California Wines of the Month
El Dorado County
In 1848, gold was discovered at Sutter’s Mill on the South Fork of the American River. Located in the foothills of the Sierra Nevada Mountains, El Dorado County became the destination for legions of people, who arrived to find their fortunes, many originally from Europe. Miners planted vineyards almost immediately, and by 1870, El Dorado County had about 2000 acres of vines. Zinfandel and Barbera were some of the earliest plantings and later Syrah. But the gold bust and finally Prohibition destroyed viticulture until a resurgence of interest in the late 1960s. With a huge array of microclimates, vineyards are planted at elevations between 1200 to 3500 feet with cooler areas at higher elevations and warmer ones in the valleys. Breezes floating down from the mountains provide the crucial cooling influence, extending the time that grapes can hang on the vine to develop flavor. Home to over 70 wineries, the main American Viticultural Area is El Dorado County, but part of the sub appellations, Fair Play and Shenandoah Valley cross over into the County. The Sierra Foothills AVA, one of the largest in California, includes all eight Foothill counties.
Menu of the Month
Pumpkin gnocchi, drizzled with brown butter, topped with braised fresh sage,
and a grating of parmigiano cheese
Roast duck with a honey-balsamic sauce, served with brussel sprouts,
drizzled with olive oil and roasted with a sprinkle of sea salt
Organic butter lettuce with roasted pine nuts, chopped parsley,
and a lemon-olive oil dressing
Recipe of the Month
In English pick-me-up, we think of Tiramisu as a classic Italian dessert, but it actually has a short history that began in Northern Italy in the 1960s. The recipe has become popular for two obvious reasons. It can be made easily and is exceedingly delicious. Although many variations exist, the most common one is made with lady fingers, replaced in the following recipe with panetone, which is even easier and is readily available during the winter holidays.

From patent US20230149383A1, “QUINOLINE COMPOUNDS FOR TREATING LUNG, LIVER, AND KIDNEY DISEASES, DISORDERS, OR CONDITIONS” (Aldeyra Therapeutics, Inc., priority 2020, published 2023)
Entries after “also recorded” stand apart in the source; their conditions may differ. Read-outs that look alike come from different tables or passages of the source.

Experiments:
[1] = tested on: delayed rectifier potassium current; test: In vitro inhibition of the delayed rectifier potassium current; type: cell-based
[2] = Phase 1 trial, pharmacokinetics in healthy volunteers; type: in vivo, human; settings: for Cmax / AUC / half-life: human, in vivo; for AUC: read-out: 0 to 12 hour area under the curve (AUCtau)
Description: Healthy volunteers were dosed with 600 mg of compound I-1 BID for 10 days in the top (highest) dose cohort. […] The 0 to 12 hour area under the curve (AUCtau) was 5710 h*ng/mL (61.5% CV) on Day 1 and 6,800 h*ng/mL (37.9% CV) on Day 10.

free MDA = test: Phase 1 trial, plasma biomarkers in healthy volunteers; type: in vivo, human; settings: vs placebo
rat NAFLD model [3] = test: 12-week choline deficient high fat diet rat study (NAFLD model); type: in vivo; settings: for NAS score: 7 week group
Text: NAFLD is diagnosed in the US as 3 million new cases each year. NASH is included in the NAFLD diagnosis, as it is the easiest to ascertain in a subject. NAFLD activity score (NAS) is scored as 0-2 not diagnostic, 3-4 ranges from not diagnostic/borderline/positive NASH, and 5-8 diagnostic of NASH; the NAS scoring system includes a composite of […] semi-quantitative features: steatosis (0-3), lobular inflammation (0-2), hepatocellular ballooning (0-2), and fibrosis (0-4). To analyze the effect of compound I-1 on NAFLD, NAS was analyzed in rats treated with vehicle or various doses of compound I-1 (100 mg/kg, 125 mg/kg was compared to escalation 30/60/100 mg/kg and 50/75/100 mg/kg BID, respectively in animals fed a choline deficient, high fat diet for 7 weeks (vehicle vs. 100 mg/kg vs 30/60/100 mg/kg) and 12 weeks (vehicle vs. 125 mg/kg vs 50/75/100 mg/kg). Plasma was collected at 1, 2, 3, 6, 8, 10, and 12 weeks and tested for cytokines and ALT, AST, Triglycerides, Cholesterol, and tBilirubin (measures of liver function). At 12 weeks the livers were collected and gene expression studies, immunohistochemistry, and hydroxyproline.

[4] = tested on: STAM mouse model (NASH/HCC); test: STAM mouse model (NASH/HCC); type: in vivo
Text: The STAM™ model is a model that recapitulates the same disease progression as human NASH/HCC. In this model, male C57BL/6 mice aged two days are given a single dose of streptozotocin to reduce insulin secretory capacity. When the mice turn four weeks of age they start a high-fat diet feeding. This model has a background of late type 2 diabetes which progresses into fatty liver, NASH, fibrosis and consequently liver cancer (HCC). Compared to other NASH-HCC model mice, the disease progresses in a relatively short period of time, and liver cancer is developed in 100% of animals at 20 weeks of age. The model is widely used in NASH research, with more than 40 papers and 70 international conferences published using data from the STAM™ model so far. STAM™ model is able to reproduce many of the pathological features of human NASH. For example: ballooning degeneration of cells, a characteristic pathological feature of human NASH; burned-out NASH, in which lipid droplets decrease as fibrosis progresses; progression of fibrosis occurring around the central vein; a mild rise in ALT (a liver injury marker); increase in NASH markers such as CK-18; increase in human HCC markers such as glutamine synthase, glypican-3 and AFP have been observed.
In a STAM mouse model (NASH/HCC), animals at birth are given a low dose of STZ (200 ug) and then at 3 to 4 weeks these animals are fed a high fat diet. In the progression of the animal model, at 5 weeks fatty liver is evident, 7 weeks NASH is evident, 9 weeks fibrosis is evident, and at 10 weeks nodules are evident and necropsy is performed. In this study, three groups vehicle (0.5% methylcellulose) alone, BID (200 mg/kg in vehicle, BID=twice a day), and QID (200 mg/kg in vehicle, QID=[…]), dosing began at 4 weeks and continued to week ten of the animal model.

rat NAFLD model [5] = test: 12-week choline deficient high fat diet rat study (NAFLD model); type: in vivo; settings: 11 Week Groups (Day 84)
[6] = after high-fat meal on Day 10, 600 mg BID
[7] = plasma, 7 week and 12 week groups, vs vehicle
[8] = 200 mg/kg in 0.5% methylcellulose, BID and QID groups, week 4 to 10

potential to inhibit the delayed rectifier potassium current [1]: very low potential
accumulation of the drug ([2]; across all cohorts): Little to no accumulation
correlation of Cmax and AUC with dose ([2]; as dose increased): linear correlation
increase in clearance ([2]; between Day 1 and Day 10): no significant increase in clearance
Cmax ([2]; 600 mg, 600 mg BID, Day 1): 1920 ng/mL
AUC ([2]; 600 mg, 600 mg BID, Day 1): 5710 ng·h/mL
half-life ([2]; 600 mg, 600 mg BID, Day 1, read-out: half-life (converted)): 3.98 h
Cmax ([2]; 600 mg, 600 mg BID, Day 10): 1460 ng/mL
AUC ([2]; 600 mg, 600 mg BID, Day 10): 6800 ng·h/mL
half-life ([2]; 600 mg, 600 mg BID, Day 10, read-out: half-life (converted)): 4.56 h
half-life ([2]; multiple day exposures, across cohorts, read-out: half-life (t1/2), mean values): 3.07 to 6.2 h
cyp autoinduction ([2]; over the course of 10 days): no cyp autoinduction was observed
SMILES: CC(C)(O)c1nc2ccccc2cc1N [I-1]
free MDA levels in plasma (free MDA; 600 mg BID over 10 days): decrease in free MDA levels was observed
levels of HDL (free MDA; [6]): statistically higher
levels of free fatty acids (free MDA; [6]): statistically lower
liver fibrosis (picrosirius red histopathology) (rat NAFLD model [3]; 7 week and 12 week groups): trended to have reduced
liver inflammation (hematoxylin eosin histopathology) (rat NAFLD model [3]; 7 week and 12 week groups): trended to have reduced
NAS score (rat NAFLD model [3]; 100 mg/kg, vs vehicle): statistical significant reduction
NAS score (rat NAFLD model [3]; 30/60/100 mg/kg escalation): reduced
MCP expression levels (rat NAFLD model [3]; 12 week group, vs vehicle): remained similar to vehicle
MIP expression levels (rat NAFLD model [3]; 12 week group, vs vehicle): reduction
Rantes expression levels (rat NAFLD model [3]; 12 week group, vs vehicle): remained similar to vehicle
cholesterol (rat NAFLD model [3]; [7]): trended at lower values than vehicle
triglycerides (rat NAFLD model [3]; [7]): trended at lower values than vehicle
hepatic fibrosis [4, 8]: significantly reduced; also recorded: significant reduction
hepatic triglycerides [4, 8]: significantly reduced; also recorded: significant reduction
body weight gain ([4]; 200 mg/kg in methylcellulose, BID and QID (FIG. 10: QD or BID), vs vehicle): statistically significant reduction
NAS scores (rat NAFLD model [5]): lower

5 pasteurized eggs
½ cup sugar
2 ½ cups mascarpone cheese
1 cup strong coffee
Panetone, cut into ¾ inch slices
½ cup unsweetened cocoa powder
Beat the egg yolks and sugar until light and fluffy and gently fold in the mascarpone. Beat the egg whites in another bowl until stiff peaks form. Gently fold the egg whites into the mascarpone mixture. Make a layer with the panetone slices at the bottom of a deep 7 by13-inch serving dish and brush with roughly half of the coffee. Spread half of the mascarpone mixture over the panetone slices. Cover with another layer of panetone and brush with the rest of the coffee, spreading the rest of the mascarpone on top. Sift the cocoa powder over the top, cover, and refrigerate for 3 hours. Serves 12.